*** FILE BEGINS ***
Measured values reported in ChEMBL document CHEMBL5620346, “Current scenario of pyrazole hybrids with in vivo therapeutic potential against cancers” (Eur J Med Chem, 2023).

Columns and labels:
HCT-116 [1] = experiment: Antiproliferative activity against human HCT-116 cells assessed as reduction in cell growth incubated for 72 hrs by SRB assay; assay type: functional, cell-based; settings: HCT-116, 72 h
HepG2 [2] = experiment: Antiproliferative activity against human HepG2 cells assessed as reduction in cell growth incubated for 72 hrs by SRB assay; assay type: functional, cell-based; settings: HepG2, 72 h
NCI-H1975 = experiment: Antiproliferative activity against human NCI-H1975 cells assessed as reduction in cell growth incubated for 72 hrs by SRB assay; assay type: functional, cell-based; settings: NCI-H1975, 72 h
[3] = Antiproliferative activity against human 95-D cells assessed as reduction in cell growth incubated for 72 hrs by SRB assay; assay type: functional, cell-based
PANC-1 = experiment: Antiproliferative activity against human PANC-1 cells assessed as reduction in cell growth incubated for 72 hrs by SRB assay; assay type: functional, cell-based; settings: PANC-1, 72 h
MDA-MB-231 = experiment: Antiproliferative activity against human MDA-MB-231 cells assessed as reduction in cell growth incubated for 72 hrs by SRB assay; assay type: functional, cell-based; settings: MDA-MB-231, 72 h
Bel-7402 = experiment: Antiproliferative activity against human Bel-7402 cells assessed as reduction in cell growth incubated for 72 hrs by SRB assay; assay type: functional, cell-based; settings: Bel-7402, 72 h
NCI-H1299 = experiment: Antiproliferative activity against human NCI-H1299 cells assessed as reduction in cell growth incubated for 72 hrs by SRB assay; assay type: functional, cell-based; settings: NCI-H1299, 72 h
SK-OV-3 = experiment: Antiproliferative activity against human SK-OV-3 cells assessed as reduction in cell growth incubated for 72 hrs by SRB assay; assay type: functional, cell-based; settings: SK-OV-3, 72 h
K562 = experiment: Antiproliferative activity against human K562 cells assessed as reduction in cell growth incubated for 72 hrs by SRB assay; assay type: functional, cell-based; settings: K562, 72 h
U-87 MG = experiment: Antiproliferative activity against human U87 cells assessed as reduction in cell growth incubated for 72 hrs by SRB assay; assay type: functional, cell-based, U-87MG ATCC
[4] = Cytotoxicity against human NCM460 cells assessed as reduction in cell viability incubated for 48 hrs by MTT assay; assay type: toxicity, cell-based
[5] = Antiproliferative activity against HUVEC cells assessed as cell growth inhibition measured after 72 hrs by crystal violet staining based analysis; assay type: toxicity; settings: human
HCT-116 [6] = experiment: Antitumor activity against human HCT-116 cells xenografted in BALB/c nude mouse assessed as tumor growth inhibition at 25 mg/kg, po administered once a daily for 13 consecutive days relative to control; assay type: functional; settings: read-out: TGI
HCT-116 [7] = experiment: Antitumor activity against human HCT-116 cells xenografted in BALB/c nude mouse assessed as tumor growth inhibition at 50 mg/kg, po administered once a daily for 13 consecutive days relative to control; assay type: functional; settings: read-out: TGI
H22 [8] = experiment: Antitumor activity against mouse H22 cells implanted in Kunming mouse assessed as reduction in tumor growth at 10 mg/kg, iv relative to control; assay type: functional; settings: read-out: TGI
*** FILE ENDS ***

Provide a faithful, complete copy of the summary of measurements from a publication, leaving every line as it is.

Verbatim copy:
Measured values reported in ChEMBL document CHEMBL5620346, “Current scenario of pyrazole hybrids with in vivo therapeutic potential against cancers” (Eur J Med Chem, 2023).

Columns and labels:
HCT-116 [1] = experiment: Antiproliferative activity against human HCT-116 cells assessed as reduction in cell growth incubated for 72 hrs by SRB assay; assay type: functional, cell-based; settings: HCT-116, 72 h
HepG2 [2] = experiment: Antiproliferative activity against human HepG2 cells assessed as reduction in cell growth incubated for 72 hrs by SRB assay; assay type: functional, cell-based; settings: HepG2, 72 h
NCI-H1975 = experiment: Antiproliferative activity against human NCI-H1975 cells assessed as reduction in cell growth incubated for 72 hrs by SRB assay; assay type: functional, cell-based; settings: NCI-H1975, 72 h
[3] = Antiproliferative activity against human 95-D cells assessed as reduction in cell growth incubated for 72 hrs by SRB assay; assay type: functional, cell-based
PANC-1 = experiment: Antiproliferative activity against human PANC-1 cells assessed as reduction in cell growth incubated for 72 hrs by SRB assay; assay type: functional, cell-based; settings: PANC-1, 72 h
MDA-MB-231 = experiment: Antiproliferative activity against human MDA-MB-231 cells assessed as reduction in cell growth incubated for 72 hrs by SRB assay; assay type: functional, cell-based; settings: MDA-MB-231, 72 h
Bel-7402 = experiment: Antiproliferative activity against human Bel-7402 cells assessed as reduction in cell growth incubated for 72 hrs by SRB assay; assay type: functional, cell-based; settings: Bel-7402, 72 h
NCI-H1299 = experiment: Antiproliferative activity against human NCI-H1299 cells assessed as reduction in cell growth incubated for 72 hrs by SRB assay; assay type: functional, cell-based; settings: NCI-H1299, 72 h
SK-OV-3 = experiment: Antiproliferative activity against human SK-OV-3 cells assessed as reduction in cell growth incubated for 72 hrs by SRB assay; assay type: functional, cell-based; settings: SK-OV-3, 72 h
K562 = experiment: Antiproliferative activity against human K562 cells assessed as reduction in cell growth incubated for 72 hrs by SRB assay; assay type: functional, cell-based; settings: K562, 72 h
U-87 MG = experiment: Antiproliferative activity against human U87 cells assessed as reduction in cell growth incubated for 72 hrs by SRB assay; assay type: functional, cell-based, U-87MG ATCC
[4] = Cytotoxicity against human NCM460 cells assessed as reduction in cell viability incubated for 48 hrs by MTT assay; assay type: toxicity, cell-based
[5] = Antiproliferative activity against HUVEC cells assessed as cell growth inhibition measured after 72 hrs by crystal violet staining based analysis; assay type: toxicity; settings: human
HCT-116 [6] = experiment: Antitumor activity against human HCT-116 cells xenografted in BALB/c nude mouse assessed as tumor growth inhibition at 25 mg/kg, po administered once a daily for 13 consecutive days relative to control; assay type: functional; settings: read-out: TGI
HCT-116 [7] = experiment: Antitumor activity against human HCT-116 cells xenografted in BALB/c nude mouse assessed as tumor growth inhibition at 50 mg/kg, po administered once a daily for 13 consecutive days relative to control; assay type: functional; settings: read-out: TGI
H22 [8] = experiment: Antitumor activity against mouse H22 cells implanted in Kunming mouse assessed as reduction in tumor growth at 10 mg/kg, iv relative to control; assay type: functional; settings: read-out: TGI